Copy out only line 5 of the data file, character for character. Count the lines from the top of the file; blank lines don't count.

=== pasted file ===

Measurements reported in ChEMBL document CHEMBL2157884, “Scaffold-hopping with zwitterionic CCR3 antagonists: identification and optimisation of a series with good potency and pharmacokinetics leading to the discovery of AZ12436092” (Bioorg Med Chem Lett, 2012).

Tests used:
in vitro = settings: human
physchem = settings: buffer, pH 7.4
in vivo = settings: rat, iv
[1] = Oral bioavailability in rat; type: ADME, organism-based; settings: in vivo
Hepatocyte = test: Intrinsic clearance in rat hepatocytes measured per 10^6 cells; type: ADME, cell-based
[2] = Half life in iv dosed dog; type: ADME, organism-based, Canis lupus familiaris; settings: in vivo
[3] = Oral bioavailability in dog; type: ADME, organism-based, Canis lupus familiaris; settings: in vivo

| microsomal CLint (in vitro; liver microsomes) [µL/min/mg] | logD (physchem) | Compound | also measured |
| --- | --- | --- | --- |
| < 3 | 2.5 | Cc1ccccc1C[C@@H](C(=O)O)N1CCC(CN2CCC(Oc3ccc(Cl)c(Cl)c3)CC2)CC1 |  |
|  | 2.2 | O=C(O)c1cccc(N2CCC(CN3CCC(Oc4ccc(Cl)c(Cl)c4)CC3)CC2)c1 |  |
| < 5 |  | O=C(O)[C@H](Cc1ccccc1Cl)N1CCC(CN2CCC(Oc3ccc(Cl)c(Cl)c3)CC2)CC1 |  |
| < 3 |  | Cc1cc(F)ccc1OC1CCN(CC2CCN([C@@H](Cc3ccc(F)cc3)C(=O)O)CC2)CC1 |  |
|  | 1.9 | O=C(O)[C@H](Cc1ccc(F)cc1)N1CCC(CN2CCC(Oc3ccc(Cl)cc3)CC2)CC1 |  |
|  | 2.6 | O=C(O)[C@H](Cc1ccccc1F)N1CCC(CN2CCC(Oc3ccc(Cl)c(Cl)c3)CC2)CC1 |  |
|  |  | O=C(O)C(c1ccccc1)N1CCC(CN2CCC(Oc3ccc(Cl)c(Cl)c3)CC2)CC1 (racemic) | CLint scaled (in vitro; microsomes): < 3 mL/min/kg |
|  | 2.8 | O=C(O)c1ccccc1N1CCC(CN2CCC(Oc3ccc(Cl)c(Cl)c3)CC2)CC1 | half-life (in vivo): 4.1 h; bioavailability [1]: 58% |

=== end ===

in vivo = settings: rat, iv